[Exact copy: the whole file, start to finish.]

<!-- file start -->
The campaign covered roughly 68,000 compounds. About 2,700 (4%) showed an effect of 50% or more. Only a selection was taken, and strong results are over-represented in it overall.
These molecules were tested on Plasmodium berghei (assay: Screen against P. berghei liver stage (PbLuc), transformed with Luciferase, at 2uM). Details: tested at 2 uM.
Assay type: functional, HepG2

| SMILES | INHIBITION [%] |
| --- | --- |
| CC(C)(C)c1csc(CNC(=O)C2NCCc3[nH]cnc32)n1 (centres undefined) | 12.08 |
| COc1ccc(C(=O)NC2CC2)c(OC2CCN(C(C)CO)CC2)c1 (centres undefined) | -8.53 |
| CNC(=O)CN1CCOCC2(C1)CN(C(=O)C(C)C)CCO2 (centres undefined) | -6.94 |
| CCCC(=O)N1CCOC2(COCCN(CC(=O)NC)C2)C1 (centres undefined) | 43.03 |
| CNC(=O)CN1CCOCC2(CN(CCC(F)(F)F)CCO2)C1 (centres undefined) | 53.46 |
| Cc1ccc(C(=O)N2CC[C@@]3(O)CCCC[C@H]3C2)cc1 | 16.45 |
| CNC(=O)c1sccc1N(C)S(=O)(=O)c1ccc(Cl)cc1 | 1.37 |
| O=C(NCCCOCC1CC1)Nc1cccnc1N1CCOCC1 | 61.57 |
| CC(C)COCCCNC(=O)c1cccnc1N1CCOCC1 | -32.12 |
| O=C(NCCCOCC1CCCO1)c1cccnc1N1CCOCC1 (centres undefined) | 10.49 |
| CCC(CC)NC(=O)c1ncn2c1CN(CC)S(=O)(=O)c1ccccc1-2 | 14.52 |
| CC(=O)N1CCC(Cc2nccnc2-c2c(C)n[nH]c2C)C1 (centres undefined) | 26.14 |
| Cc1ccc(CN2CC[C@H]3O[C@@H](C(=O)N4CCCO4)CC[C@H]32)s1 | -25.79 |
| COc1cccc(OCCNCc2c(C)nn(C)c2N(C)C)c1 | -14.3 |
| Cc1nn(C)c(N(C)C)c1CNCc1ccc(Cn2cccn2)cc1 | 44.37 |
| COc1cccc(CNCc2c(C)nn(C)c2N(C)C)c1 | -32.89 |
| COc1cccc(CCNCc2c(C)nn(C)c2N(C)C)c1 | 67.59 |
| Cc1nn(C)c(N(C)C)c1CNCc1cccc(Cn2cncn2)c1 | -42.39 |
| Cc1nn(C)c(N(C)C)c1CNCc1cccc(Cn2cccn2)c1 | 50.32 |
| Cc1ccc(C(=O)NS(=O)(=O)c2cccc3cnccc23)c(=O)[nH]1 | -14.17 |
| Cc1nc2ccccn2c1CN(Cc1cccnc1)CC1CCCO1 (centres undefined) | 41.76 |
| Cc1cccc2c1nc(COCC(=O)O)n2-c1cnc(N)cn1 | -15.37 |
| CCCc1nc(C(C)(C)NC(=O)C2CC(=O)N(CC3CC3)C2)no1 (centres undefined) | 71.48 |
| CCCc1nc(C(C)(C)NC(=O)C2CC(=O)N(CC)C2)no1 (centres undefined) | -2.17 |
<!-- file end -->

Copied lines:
The campaign covered roughly 68,000 compounds. About 2,700 (4%) showed an effect of 50% or more. Only a selection was taken, and strong results are over-represented in it overall.
These molecules were tested on Plasmodium berghei (assay: Screen against P. berghei liver stage (PbLuc), transformed with Luciferase, at 2uM). Details: tested at 2 uM.
Assay type: functional, HepG2

| SMILES | INHIBITION [%] |
| --- | --- |
| CC(C)(C)c1csc(CNC(=O)C2NCCc3[nH]cnc32)n1 (centres undefined) | 12.08 |
| COc1ccc(C(=O)NC2CC2)c(OC2CCN(C(C)CO)CC2)c1 (centres undefined) | -8.53 |
| CNC(=O)CN1CCOCC2(C1)CN(C(=O)C(C)C)CCO2 (centres undefined) | -6.94 |
| CCCC(=O)N1CCOC2(COCCN(CC(=O)NC)C2)C1 (centres undefined) | 43.03 |
| CNC(=O)CN1CCOCC2(CN(CCC(F)(F)F)CCO2)C1 (centres undefined) | 53.46 |
| Cc1ccc(C(=O)N2CC[C@@]3(O)CCCC[C@H]3C2)cc1 | 16.45 |
| CNC(=O)c1sccc1N(C)S(=O)(=O)c1ccc(Cl)cc1 | 1.37 |
| O=C(NCCCOCC1CC1)Nc1cccnc1N1CCOCC1 | 61.57 |
| CC(C)COCCCNC(=O)c1cccnc1N1CCOCC1 | -32.12 |
| O=C(NCCCOCC1CCCO1)c1cccnc1N1CCOCC1 (centres undefined) | 10.49 |
| CCC(CC)NC(=O)c1ncn2c1CN(CC)S(=O)(=O)c1ccccc1-2 | 14.52 |
| CC(=O)N1CCC(Cc2nccnc2-c2c(C)n[nH]c2C)C1 (centres undefined) | 26.14 |
| Cc1ccc(CN2CC[C@H]3O[C@@H](C(=O)N4CCCO4)CC[C@H]32)s1 | -25.79 |
| COc1cccc(OCCNCc2c(C)nn(C)c2N(C)C)c1 | -14.3 |
| Cc1nn(C)c(N(C)C)c1CNCc1ccc(Cn2cccn2)cc1 | 44.37 |
| COc1cccc(CNCc2c(C)nn(C)c2N(C)C)c1 | -32.89 |
| COc1cccc(CCNCc2c(C)nn(C)c2N(C)C)c1 | 67.59 |
| Cc1nn(C)c(N(C)C)c1CNCc1cccc(Cn2cncn2)c1 | -42.39 |
| Cc1nn(C)c(N(C)C)c1CNCc1cccc(Cn2cccn2)c1 | 50.32 |
| Cc1ccc(C(=O)NS(=O)(=O)c2cccc3cnccc23)c(=O)[nH]1 | -14.17 |
| Cc1nc2ccccn2c1CN(Cc1cccnc1)CC1CCCO1 (centres undefined) | 41.76 |
| Cc1cccc2c1nc(COCC(=O)O)n2-c1cnc(N)cn1 | -15.37 |
| CCCc1nc(C(C)(C)NC(=O)C2CC(=O)N(CC3CC3)C2)no1 (centres undefined) | 71.48 |
| CCCc1nc(C(C)(C)NC(=O)C2CC(=O)N(CC)C2)no1 (centres undefined) | -2.17 |